An Issue of Quality: Does it matter where a garment is made if the quality is good?

Discussion in 'Fashion... In Depth' started by irresistable_loz, Dec 28, 2009.

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  1. irresistable_loz

    irresistable_loz New Member

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    Hey everyone,

    I'm curious to get some opinions on this, as it seems to be a bit of a sore point sometimes, and as a fledgling designer, it is one issue that can't seem to be ignored.

    When it comes to an outfit, particularly in the 'designer' category where things do tend to be marked up, if not by the designer then by the stores, does it really matter where something is made, if the quality is GOOD?

    People seem to get annoyed at designers charging what they see is excessive amounts because it was made in a particular country. But if the quality is just as good or better than an item made in france or italy, or the US, should it matter?

    All thoughts welcome ^_^
     
  2. hopelessly

    hopelessly New Member

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    This is a very contentious subject. And for me its less about the quality, or the particular country, and more about human rights.

    The problem with clothes or products that are made offshore, is that their policies are very hard to monitor. In terms of the way they treat workers, what conditions people work under, and what your money is being used for (the designer paying for the manufacture of goods.)

    If you live near a factory that manufactures clothes - you can go and see in person - what the conditions are like. I personally prefer to buy clothes that are made in Australia, by small designers, to support my local industry and neighbours.

    I don't like to buy from chain stores that outsource production to poorer countries because it is doubtful that those workers are being treated fairly. And also factories in such countries have 'show' factories where they take designers or quality assurance staff to see all is in order, but in reality the goods are being made at another factory down the road where workers sew in the dark bc it is too expensive to turn lights on, work 16 hour shifts, no breaks etc, all to meet your deadlines.

    This is most definitely a double edges sword though, as the reality is hundreds and thousands of people rely on the western fashion industry to make a living. So if US, UK, Aus etc stops sourcing these factories to produce our clothes, then how else are they meant to survive?

    I am really passionate about this topic, and I know it is a not necessarily exactly the point you were making, but I do feel it is important.
     
  3. Marciano Olsz

    Marciano Olsz New Member

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    I don't really mind where it is made or by who. If I can get a product that looks the same as the original with better or of equal quality, just 10x less, hell I'll buy it! Who can tell? Nobody can. I replicate some designer clothing too, metal logos etc. Probably why I only buy designer stuff when I hunt it down on mega sales (eg, Holt Renfrew had a blowout sale at their retailer, found some crazy cheap stuff. Up to 80% off!).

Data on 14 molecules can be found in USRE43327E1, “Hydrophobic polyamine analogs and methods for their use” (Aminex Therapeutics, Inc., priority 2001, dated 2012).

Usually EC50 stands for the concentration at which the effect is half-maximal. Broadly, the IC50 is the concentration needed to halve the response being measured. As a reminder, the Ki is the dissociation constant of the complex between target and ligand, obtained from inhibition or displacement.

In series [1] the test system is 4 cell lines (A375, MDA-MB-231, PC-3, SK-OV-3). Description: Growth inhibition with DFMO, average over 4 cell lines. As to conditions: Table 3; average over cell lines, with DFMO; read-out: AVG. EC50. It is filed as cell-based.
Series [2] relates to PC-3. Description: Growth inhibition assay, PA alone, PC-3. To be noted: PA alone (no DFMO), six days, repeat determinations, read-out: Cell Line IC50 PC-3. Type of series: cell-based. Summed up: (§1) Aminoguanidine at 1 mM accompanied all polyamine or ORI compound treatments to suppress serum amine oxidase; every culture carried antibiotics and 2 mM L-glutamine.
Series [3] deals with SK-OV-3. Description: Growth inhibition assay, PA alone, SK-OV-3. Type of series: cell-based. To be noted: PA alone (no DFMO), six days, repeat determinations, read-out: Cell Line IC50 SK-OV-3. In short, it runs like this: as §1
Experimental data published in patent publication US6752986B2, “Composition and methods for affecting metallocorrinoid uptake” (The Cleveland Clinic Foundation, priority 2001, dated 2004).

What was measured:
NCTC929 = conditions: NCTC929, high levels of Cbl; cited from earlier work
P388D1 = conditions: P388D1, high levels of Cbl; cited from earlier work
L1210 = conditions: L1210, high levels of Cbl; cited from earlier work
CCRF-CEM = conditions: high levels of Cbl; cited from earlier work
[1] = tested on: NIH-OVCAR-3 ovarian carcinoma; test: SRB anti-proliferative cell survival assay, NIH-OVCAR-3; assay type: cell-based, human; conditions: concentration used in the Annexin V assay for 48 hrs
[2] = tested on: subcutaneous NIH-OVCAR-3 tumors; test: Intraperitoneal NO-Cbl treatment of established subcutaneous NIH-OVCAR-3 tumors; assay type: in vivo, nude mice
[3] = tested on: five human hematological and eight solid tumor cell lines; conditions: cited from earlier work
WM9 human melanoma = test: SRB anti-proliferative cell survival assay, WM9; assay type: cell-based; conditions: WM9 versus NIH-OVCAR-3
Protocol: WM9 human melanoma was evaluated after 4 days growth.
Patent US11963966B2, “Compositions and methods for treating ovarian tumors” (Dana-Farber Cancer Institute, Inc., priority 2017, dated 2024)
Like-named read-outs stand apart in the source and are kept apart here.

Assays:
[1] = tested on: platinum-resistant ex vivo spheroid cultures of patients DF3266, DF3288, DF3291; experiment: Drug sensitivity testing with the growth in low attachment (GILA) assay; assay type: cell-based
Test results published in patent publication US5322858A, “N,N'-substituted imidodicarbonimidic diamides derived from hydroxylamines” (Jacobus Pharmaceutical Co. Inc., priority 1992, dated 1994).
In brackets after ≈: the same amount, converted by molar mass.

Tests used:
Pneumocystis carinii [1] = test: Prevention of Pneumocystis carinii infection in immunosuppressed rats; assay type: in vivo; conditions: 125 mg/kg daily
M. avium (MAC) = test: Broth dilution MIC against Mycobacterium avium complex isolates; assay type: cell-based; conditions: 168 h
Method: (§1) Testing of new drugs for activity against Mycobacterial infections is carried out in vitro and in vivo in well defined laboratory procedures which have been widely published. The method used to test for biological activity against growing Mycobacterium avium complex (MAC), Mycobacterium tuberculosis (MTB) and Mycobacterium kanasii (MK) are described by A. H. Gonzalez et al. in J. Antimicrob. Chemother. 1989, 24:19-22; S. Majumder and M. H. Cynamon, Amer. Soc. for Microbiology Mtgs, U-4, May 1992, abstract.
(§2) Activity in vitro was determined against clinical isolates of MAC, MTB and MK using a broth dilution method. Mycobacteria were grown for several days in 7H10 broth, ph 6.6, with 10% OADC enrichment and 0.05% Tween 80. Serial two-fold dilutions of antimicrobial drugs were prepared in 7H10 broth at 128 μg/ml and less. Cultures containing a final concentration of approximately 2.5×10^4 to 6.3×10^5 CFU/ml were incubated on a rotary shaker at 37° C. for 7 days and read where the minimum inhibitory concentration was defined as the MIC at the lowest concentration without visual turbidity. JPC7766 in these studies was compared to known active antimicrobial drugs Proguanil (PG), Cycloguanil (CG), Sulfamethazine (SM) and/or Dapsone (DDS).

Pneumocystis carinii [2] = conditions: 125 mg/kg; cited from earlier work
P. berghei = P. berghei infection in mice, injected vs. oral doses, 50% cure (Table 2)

#3 Marciano Olsz, Dec 28, 2009
    Last edited by moderator vickycompany06: Dec 28, 2009
  4. papa_levante

    papa_levante oh! darling

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    There's really no competition. I would rather pay a little bit extra for something made of better quality. Especially at the mall where crappy material is in abundance, you might even pay the same price for a lesser quality shirt. For basics, quality matters because after all, they are basics, and I will be wearing them with frequency.

    Of course, sometimes I will get lesser quality items. Especially when it comes to shoes -flats in particular- quality doesn't matter too much. But lesser quality heels are awful for my feet.
     
  5. Salvatore

    Salvatore Wanderlust

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    I'm the exact opposite. I believe high quality is definitely needed in the shoe department since wearing bad shoes can cause foot problems and later cause troubles with knees, the hips, and back. It really does matter where the shoes are made because I believe the craft and skill is better and your bones (in most cases with shoes for men) were thought of. When it comes to garments, I think as long as it is quality, it will do. I purchased something simple of Ralph Lauren some years ago and it was made in Pakistan. It is still alive! However, as Hopelessly mentioned, to get cheap prices on some of this fast fashion, some companies cut corners and make the working conditions and that I do not support.

    Anyways, I think the problem most people have with buying pieces from anything outside of Italy, France, and others is that it is perceived to not carry air of buying into something 'foreign' if that makes sense. I suppose when you buy a piece from somewhere, you're buying a piece of that culture and many people fall for that. People are more likely to make over something coming from Paris than Bangladesh (no offense meant) because it's Paris. In whatever you purchased, it's like you got a little piece of the Tour Eiffel, Champs-Élysées, the cuisine, and even a French girl and/or boy. Technically it shouldn't matter, but it does to a lot of people. -_-
     
  6. irresistable_loz

    irresistable_loz New Member